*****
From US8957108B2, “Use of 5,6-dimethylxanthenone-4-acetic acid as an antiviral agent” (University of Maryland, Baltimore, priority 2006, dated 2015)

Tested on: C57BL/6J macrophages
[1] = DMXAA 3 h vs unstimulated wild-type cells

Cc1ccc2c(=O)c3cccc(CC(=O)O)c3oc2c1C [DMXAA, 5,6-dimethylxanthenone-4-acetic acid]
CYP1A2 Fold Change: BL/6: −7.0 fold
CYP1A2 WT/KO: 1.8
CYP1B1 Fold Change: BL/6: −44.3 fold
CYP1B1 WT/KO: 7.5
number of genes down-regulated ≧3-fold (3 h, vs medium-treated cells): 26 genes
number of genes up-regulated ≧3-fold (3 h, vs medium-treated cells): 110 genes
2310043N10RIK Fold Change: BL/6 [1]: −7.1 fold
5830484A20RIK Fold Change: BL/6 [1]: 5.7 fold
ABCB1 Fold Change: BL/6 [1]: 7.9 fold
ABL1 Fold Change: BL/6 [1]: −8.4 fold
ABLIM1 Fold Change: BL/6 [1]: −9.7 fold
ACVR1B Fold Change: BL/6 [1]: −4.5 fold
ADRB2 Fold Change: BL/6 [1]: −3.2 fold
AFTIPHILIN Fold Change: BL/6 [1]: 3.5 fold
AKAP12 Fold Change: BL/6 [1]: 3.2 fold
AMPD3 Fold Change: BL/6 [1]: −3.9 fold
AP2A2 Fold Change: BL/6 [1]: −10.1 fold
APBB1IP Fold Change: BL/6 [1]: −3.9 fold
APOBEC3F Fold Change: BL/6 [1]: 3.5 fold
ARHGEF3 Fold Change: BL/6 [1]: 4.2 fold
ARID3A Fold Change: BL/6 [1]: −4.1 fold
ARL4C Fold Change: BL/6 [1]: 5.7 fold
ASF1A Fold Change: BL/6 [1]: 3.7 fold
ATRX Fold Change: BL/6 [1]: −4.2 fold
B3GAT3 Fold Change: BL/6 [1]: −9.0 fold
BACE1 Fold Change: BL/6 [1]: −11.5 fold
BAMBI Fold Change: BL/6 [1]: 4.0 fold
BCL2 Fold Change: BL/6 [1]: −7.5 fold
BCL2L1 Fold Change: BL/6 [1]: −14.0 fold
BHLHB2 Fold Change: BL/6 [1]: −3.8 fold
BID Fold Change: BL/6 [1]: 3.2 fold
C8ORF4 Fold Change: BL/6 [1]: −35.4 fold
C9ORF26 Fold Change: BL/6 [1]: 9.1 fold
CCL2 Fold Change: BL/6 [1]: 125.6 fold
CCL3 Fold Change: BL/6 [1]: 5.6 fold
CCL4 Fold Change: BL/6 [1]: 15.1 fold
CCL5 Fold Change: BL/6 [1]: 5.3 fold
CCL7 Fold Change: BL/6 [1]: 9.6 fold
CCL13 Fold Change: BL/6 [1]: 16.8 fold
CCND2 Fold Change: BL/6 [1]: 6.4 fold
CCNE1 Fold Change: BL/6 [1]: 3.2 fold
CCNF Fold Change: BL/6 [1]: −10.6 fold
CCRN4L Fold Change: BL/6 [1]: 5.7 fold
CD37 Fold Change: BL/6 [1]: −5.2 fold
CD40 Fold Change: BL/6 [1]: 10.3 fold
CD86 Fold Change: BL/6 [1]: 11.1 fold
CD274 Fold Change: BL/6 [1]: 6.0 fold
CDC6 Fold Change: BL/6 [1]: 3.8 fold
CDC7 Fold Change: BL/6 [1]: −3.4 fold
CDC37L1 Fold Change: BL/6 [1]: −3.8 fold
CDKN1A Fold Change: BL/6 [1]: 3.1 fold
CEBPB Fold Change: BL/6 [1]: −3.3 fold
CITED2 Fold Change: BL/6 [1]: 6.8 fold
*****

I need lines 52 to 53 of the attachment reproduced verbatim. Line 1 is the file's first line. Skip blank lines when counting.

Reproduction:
CDC6 Fold Change: BL/6 [1]: 3.8 fold
CDC7 Fold Change: BL/6 [1]: −3.4 fold